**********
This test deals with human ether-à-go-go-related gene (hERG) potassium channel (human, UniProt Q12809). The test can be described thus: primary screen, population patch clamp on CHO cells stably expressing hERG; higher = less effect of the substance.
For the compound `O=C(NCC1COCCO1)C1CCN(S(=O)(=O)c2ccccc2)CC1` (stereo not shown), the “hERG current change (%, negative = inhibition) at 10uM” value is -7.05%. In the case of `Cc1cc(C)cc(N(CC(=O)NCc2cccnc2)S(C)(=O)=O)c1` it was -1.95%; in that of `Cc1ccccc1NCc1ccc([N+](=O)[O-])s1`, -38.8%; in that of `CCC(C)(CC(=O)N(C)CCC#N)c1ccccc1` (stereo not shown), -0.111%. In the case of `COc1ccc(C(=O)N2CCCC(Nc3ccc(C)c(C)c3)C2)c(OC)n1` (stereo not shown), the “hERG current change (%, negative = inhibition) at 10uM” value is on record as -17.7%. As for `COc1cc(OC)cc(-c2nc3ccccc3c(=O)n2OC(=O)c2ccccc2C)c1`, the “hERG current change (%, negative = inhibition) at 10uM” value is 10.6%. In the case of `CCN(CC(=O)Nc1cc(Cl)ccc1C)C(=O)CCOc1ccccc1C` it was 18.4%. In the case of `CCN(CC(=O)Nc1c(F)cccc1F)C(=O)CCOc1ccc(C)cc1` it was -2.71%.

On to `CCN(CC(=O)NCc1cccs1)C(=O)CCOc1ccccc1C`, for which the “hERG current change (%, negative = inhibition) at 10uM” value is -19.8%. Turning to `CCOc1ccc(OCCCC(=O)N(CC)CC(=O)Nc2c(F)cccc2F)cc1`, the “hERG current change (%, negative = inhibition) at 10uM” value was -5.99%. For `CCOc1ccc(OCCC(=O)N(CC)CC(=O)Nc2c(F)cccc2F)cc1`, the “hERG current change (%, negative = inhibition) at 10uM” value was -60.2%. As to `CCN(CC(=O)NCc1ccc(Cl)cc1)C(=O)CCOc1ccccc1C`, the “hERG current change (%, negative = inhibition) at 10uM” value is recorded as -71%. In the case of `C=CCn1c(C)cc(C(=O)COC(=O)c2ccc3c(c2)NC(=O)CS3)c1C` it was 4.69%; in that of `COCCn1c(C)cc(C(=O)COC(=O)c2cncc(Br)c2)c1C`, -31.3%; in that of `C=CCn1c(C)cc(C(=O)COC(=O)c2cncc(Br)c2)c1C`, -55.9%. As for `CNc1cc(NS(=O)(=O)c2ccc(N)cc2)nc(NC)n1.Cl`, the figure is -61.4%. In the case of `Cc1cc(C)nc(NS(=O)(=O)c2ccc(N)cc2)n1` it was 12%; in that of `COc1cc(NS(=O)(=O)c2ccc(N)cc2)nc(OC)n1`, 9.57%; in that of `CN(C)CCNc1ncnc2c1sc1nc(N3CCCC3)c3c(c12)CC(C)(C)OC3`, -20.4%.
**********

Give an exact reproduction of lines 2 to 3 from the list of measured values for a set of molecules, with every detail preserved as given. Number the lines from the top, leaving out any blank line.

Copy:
For the compound `O=C(NCC1COCCO1)C1CCN(S(=O)(=O)c2ccccc2)CC1` (stereo not shown), the “hERG current change (%, negative = inhibition) at 10uM” value is -7.05%. In the case of `Cc1cc(C)cc(N(CC(=O)NCc2cccnc2)S(C)(=O)=O)c1` it was -1.95%; in that of `Cc1ccccc1NCc1ccc([N+](=O)[O-])s1`, -38.8%; in that of `CCC(C)(CC(=O)N(C)CCC#N)c1ccccc1` (stereo not shown), -0.111%. In the case of `COc1ccc(C(=O)N2CCCC(Nc3ccc(C)c(C)c3)C2)c(OC)n1` (stereo not shown), the “hERG current change (%, negative = inhibition) at 10uM” value is on record as -17.7%. As for `COc1cc(OC)cc(-c2nc3ccccc3c(=O)n2OC(=O)c2ccccc2C)c1`, the “hERG current change (%, negative = inhibition) at 10uM” value is 10.6%. In the case of `CCN(CC(=O)Nc1cc(Cl)ccc1C)C(=O)CCOc1ccccc1C` it was 18.4%. In the case of `CCN(CC(=O)Nc1c(F)cccc1F)C(=O)CCOc1ccc(C)cc1` it was -2.71%.

On to `CCN(CC(=O)NCc1cccs1)C(=O)CCOc1ccccc1C`, for which the “hERG current change (%, negative = inhibition) at 10uM” value is -19.8%. Turning to `CCOc1ccc(OCCCC(=O)N(CC)CC(=O)Nc2c(F)cccc2F)cc1`, the “hERG current change (%, negative = inhibition) at 10uM” value was -5.99%. For `CCOc1ccc(OCCC(=O)N(CC)CC(=O)Nc2c(F)cccc2F)cc1`, the “hERG current change (%, negative = inhibition) at 10uM” value was -60.2%. As to `CCN(CC(=O)NCc1ccc(Cl)cc1)C(=O)CCOc1ccccc1C`, the “hERG current change (%, negative = inhibition) at 10uM” value is recorded as -71%. In the case of `C=CCn1c(C)cc(C(=O)COC(=O)c2ccc3c(c2)NC(=O)CS3)c1C` it was 4.69%; in that of `COCCn1c(C)cc(C(=O)COC(=O)c2cncc(Br)c2)c1C`, -31.3%; in that of `C=CCn1c(C)cc(C(=O)COC(=O)c2cncc(Br)c2)c1C`, -55.9%. As for `CNc1cc(NS(=O)(=O)c2ccc(N)cc2)nc(NC)n1.Cl`, the figure is -61.4%. In the case of `Cc1cc(C)nc(NS(=O)(=O)c2ccc(N)cc2)n1` it was 12%; in that of `COc1cc(NS(=O)(=O)c2ccc(N)cc2)nc(OC)n1`, 9.57%; in that of `CN(C)CCNc1ncnc2c1sc1nc(N3CCCC3)c3c(c12)CC(C)(C)OC3`, -20.4%.